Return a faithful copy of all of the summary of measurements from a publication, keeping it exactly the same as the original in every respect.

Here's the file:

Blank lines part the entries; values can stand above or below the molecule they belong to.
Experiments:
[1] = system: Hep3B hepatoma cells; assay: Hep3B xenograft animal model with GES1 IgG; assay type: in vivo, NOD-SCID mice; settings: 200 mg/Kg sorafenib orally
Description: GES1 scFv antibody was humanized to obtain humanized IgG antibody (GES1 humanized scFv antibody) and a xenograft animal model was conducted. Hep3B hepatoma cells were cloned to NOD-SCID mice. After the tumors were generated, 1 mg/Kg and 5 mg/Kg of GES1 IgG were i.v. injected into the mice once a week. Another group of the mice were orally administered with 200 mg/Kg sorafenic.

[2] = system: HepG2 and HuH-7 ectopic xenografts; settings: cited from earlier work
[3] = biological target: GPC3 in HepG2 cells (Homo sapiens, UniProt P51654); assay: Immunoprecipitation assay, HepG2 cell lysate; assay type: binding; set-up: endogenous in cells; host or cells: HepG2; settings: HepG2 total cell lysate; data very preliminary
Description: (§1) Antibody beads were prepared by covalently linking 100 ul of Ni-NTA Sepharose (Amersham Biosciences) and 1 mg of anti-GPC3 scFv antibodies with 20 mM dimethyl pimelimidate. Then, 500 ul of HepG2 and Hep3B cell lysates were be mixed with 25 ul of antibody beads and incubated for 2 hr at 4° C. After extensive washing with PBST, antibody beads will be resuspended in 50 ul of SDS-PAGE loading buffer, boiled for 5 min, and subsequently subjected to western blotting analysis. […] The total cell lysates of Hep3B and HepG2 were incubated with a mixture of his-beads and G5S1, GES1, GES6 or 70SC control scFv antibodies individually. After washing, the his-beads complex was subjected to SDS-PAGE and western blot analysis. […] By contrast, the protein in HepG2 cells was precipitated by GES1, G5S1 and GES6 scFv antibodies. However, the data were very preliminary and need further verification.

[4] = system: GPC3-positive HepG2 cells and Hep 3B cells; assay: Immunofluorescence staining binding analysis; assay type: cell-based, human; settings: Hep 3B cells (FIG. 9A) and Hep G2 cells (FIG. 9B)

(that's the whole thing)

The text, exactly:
Blank lines part the entries; values can stand above or below the molecule they belong to.
Experiments:
[1] = system: Hep3B hepatoma cells; assay: Hep3B xenograft animal model with GES1 IgG; assay type: in vivo, NOD-SCID mice; settings: 200 mg/Kg sorafenib orally
Description: GES1 scFv antibody was humanized to obtain humanized IgG antibody (GES1 humanized scFv antibody) and a xenograft animal model was conducted. Hep3B hepatoma cells were cloned to NOD-SCID mice. After the tumors were generated, 1 mg/Kg and 5 mg/Kg of GES1 IgG were i.v. injected into the mice once a week. Another group of the mice were orally administered with 200 mg/Kg sorafenic.

[2] = system: HepG2 and HuH-7 ectopic xenografts; settings: cited from earlier work
[3] = biological target: GPC3 in HepG2 cells (Homo sapiens, UniProt P51654); assay: Immunoprecipitation assay, HepG2 cell lysate; assay type: binding; set-up: endogenous in cells; host or cells: HepG2; settings: HepG2 total cell lysate; data very preliminary
Description: (§1) Antibody beads were prepared by covalently linking 100 ul of Ni-NTA Sepharose (Amersham Biosciences) and 1 mg of anti-GPC3 scFv antibodies with 20 mM dimethyl pimelimidate. Then, 500 ul of HepG2 and Hep3B cell lysates were be mixed with 25 ul of antibody beads and incubated for 2 hr at 4° C. After extensive washing with PBST, antibody beads will be resuspended in 50 ul of SDS-PAGE loading buffer, boiled for 5 min, and subsequently subjected to western blotting analysis. […] The total cell lysates of Hep3B and HepG2 were incubated with a mixture of his-beads and G5S1, GES1, GES6 or 70SC control scFv antibodies individually. After washing, the his-beads complex was subjected to SDS-PAGE and western blot analysis. […] By contrast, the protein in HepG2 cells was precipitated by GES1, G5S1 and GES6 scFv antibodies. However, the data were very preliminary and need further verification.

[4] = system: GPC3-positive HepG2 cells and Hep 3B cells; assay: Immunofluorescence staining binding analysis; assay type: cell-based, human; settings: Hep 3B cells (FIG. 9A) and Hep G2 cells (FIG. 9B)